Posts Tagged ‘Cholesterol’

Bill Clinton, Vegan Poseur

November 28, 2010

He certainly wasn’t the first person you would expect, so when the news hit it was all over the veggie blogosphere. “Bill Clinton goes vegan!” the headlines read, “so should you” was the unwritten subtext. Nevermind that he really wasn’t claiming veganism, admitting to eating fish and taking no stances on animal rights.

If the former Big Mac munchin’ president of the United States could go “(mostly)vegan” for heart health and receive such great benefits, why not you. By his own account Clinton after adopting “essentially a plant-based diet…[living] on beans, legumes, vegetables, fruits” he lost 24 lbs and is feeling great. But is this really the best argument for veganism?

As I’ve said before we need to be very careful about health claims, as far too often the media reports one-off, poorly controlled and designed studies while vastly overstating the implications.

By all accounts Clinton’s dietary change is a health experiment inspired by the likes of Dean Ornish whose work he references in interviews, “I did all this research, and I saw that 82 percent of the people since 1986 who have gone on a plant-based, no dairy, no meat of any kind, no chicken, no turkey — I eat very little fish, once in a while I’ll have a little fish — if you can do it, 82 percent of people have begun to heal themselves.”

In a post over on Science-Based Medicine Dr. Harriet Hall explains the study that is the source of this statement:
“He started with 48 patients with angiographically documented coronary artery disease and randomized 28 of them to an experimental group (a 10% fat vegetarian diet, stopping smoking, stress management training, and moderate exercise) and 20 to a usual-care group. Only 20 experimental and 15 control patients completed the 5 year study. The diameter of the coronary arterial stenoses improved by 3.1 percent in the experimental group and worsened by 11.8 percent in the usual care group. Overall, 82% of experimental-group patients had an average change towards regression. They had about half as many cardiac events: 25 in the experimental group versus 45 in the usual care group. None of the experimental subjects were on any cholesterol-lowering medication, but the usual care group allowed cholesterol-lowering prescriptions, and after 5 years the LDL levels of both groups were the same. In short, only 20 patients were on the diet, and it was not a trial of diet alone, but of intensive lifestyle management involving several other interventions. The study has not been replicated.”

Studies like this might point the direction for further research but with such a small sample size and poor controls its nothing to hang your hat on. While the nutritional adequacy and some benefits of a vegan diet are well accepted, many of the specific and sometimes extreme health benefits claimed by advocates have yet to be irrefutably established in the medical literature. Long term diet and nutrition can be a complex issue for study with many confounding variables, more rigorous studies and much more data will be required to establish any real positive (or negative) effects of a vegan diet.

Clinton also cites Caldwell Esselstyn and authors of The China Study, T. Colin Campbell and his son, Tom Campbell as inspiration. Ive previously mentioned the China Study as an example of poor evidence for the nutrition argument and it has been thoroughly torn apart so I will not directly address that book for now. In Dr. Esselstyn’s book, Prevent and Reverse Heart Disease, he oversteps the evidence to conclude that following his restricted vegan-type diet can prevent “strokes, hypertension, obesity, osteoporosis, adult-onset diabetes, and possibly senile mental impairment, as well … impotence and cancers of the breast, prostate, colon, rectum, uterus, and ovaries.”

Such grandiose promises may appeal to an unskeptical segment of the population already obsessed with health and fad diets, but the claims just are not rational or well supported. Poor reasoning and fallacious arguments in the long run distract from the central cause of animal rights. Once the weight is off or health benefits don’t materialize folks are likely to abandon the diet and be the next poster child of the ex-vegans. As noted by Ginny Messina, The Vegan RD, in a recent must-read-post on supplements, “There are many reasons why people abandon vegan diets, and bad nutrition advice from within the vegan community is probably one of them. “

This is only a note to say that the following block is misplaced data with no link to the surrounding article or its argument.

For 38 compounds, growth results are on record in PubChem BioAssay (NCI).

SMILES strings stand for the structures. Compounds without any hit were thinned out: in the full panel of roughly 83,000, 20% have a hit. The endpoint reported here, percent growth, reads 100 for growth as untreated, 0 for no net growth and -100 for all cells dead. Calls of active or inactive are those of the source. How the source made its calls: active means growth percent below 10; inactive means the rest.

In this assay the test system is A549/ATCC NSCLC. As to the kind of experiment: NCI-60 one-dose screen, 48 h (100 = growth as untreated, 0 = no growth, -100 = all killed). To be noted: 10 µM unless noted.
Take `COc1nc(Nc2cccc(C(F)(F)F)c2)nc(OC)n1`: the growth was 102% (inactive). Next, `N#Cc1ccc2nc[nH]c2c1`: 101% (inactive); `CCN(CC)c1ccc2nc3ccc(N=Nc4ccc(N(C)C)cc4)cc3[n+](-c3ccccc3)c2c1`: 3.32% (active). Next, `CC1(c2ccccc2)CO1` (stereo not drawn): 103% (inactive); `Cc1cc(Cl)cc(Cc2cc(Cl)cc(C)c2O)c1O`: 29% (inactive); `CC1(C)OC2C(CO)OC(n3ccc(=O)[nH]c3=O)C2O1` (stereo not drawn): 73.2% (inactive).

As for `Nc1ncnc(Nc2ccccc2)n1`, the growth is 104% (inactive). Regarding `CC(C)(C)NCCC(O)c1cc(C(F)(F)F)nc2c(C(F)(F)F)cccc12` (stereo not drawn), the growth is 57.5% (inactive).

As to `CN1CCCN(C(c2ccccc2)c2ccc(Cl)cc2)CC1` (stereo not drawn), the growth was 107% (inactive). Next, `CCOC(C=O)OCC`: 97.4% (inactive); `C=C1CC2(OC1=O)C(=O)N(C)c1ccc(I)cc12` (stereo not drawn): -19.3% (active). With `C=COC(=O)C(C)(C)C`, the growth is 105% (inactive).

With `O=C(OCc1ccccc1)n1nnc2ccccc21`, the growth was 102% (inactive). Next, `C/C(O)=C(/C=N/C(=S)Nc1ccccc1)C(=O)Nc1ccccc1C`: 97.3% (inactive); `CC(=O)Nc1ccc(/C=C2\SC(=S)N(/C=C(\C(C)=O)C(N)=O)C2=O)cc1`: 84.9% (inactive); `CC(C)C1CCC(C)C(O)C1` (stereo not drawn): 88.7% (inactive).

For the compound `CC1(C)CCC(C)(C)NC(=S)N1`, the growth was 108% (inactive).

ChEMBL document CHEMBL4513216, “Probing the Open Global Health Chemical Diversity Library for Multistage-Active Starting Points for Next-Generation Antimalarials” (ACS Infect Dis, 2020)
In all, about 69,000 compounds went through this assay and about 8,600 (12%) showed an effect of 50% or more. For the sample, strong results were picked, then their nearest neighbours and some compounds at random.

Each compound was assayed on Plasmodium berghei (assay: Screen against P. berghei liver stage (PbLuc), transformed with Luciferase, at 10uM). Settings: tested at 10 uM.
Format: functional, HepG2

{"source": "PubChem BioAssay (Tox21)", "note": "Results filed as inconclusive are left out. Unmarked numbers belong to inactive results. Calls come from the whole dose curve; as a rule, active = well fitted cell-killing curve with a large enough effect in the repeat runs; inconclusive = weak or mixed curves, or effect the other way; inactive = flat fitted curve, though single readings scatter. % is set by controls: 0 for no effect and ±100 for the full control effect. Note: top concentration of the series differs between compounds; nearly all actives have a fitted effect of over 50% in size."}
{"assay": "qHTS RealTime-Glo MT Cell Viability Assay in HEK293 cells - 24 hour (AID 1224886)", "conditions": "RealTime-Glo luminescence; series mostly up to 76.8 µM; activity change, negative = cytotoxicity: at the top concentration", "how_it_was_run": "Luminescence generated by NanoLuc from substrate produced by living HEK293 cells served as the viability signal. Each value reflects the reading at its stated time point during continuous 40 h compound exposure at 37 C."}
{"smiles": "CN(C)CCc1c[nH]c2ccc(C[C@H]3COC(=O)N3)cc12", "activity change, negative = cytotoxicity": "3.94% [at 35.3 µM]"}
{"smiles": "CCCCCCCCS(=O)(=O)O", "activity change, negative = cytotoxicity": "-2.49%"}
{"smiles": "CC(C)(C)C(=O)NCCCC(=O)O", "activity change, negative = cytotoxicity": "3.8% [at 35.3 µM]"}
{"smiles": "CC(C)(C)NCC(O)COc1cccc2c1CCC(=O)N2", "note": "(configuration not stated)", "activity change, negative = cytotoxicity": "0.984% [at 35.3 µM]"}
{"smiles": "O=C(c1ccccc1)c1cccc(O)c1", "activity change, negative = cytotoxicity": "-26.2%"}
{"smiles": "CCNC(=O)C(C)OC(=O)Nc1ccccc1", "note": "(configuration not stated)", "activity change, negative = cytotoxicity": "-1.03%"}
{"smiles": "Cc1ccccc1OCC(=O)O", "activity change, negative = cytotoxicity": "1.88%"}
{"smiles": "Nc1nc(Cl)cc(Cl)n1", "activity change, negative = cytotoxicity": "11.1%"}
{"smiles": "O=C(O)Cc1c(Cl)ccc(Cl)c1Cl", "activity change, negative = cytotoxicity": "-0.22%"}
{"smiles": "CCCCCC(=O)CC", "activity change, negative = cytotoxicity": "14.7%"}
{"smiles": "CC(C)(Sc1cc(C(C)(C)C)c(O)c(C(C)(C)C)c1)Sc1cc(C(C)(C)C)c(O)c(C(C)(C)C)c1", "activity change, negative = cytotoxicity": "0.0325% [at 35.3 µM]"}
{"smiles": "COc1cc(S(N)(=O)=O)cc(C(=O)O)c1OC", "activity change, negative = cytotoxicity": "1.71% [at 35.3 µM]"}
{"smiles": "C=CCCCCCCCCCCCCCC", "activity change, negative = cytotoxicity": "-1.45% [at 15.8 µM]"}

When promoting veganism our reasons should be clear, it isnt the newest weight loss fad, nor a panacea. It’s a stance that rejects the anthropocentric and speciesist bias of our culture, an ethical choice aimed at reducing suffering and ultimately achieving animal liberation. As Matt Ball of Vegan Outreach had to say, “Ultimately, the bottom line is: Reduce Suffering. Everything has to answer to this. I can’t emphasize this enough: the only thing that matters is to reduce suffering. If you accept this as the What, the next question is, How? At this time, in this country, we choose to promote veganism. However, veganism is not an end in and of itself. We don’t promote veganism because ‘veganism is good.’ Veganism is merely a tool to reduce suffering.”

UPDATE:For more on this topic I highly recommend this new post titled How the Health Argument Fails Veganism by Ginny Messina, the Vegan RD. She pulls no punches in getting to the point,“here is the problem with using the health argument in this way—it’s that there isn’t any health argument for veganism. There is, of course, a pretty good argument for eating more plants (lots more plants) and less animal food, but no one has shown that you must eat a 100 percent plant diet in order to be healthy. So to make an argument for a 100% vegan diet based on health benefits alone, we have no choice but to stretch the truth. We have to overstate the benefits of vegan diets, and sometimes minimize or dismiss the risks. And as soon as we stray from the actual facts, our advocacy is on shaky ground. “

Ex-Vegans and Cholesterol Skeptics

November 24, 2010

Once again ex-vegans are causing a stir. This time it’s Tasha of the quite popular foodie blog VoraciousEats (formerly VoraciousVegan). In a recent post she describes her health problems of depression, fatigue, dizziness, and other troubles, her subsequent abandonment of veganism, and near instantaneous recovery “My first bite of meat after 3.5 years of veganism was both the hardest and easiest thing I’ve ever done. Tears ran down my face as saliva pooled in my mouth. The world receded to a blank nothingness and I just ate, and ate, and ate. I cried in grief and anger, while moaning with pleasure and joy…I had only eaten a small piece of cow flesh, and yet I felt totally full, but light and refreshed all at once.” Excuse me if I’m a bit skeptical.